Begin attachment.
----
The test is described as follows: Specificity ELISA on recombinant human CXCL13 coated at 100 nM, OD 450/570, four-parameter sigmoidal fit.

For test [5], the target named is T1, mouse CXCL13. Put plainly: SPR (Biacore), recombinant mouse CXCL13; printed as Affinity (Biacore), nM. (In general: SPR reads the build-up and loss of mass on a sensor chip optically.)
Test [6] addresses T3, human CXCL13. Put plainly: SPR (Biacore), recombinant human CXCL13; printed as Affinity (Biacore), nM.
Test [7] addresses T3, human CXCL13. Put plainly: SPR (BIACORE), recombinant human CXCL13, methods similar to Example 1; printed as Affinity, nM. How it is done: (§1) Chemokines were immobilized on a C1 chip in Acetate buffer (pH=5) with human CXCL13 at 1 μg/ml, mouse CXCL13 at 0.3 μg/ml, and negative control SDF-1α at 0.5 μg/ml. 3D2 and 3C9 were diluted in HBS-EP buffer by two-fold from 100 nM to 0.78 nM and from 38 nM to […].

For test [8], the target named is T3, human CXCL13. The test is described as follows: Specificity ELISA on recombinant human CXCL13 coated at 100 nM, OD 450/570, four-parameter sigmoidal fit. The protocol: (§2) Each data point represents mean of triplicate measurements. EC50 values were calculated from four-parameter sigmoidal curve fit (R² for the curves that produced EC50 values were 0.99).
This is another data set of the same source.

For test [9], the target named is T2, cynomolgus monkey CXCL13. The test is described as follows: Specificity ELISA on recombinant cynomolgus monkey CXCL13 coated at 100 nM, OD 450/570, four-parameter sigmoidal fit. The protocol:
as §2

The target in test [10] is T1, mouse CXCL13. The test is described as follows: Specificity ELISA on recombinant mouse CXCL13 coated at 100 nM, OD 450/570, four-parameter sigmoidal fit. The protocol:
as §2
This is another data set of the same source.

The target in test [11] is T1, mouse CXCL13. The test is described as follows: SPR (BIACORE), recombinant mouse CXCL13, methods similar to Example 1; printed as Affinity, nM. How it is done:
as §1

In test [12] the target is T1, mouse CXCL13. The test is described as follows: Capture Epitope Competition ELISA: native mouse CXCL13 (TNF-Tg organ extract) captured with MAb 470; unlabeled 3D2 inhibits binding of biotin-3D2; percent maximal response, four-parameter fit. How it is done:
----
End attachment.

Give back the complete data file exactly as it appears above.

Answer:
The test is described as follows: Specificity ELISA on recombinant human CXCL13 coated at 100 nM, OD 450/570, four-parameter sigmoidal fit.

For test [5], the target named is T1, mouse CXCL13. Put plainly: SPR (Biacore), recombinant mouse CXCL13; printed as Affinity (Biacore), nM. (In general: SPR reads the build-up and loss of mass on a sensor chip optically.)
Test [6] addresses T3, human CXCL13. Put plainly: SPR (Biacore), recombinant human CXCL13; printed as Affinity (Biacore), nM.
Test [7] addresses T3, human CXCL13. Put plainly: SPR (BIACORE), recombinant human CXCL13, methods similar to Example 1; printed as Affinity, nM. How it is done: (§1) Chemokines were immobilized on a C1 chip in Acetate buffer (pH=5) with human CXCL13 at 1 μg/ml, mouse CXCL13 at 0.3 μg/ml, and negative control SDF-1α at 0.5 μg/ml. 3D2 and 3C9 were diluted in HBS-EP buffer by two-fold from 100 nM to 0.78 nM and from 38 nM to […].

For test [8], the target named is T3, human CXCL13. The test is described as follows: Specificity ELISA on recombinant human CXCL13 coated at 100 nM, OD 450/570, four-parameter sigmoidal fit. The protocol: (§2) Each data point represents mean of triplicate measurements. EC50 values were calculated from four-parameter sigmoidal curve fit (R² for the curves that produced EC50 values were 0.99).
This is another data set of the same source.

For test [9], the target named is T2, cynomolgus monkey CXCL13. The test is described as follows: Specificity ELISA on recombinant cynomolgus monkey CXCL13 coated at 100 nM, OD 450/570, four-parameter sigmoidal fit. The protocol:
as §2

The target in test [10] is T1, mouse CXCL13. The test is described as follows: Specificity ELISA on recombinant mouse CXCL13 coated at 100 nM, OD 450/570, four-parameter sigmoidal fit. The protocol:
as §2
This is another data set of the same source.

The target in test [11] is T1, mouse CXCL13. The test is described as follows: SPR (BIACORE), recombinant mouse CXCL13, methods similar to Example 1; printed as Affinity, nM. How it is done:
as §1

In test [12] the target is T1, mouse CXCL13. The test is described as follows: Capture Epitope Competition ELISA: native mouse CXCL13 (TNF-Tg organ extract) captured with MAb 470; unlabeled 3D2 inhibits binding of biotin-3D2; percent maximal response, four-parameter fit. How it is done: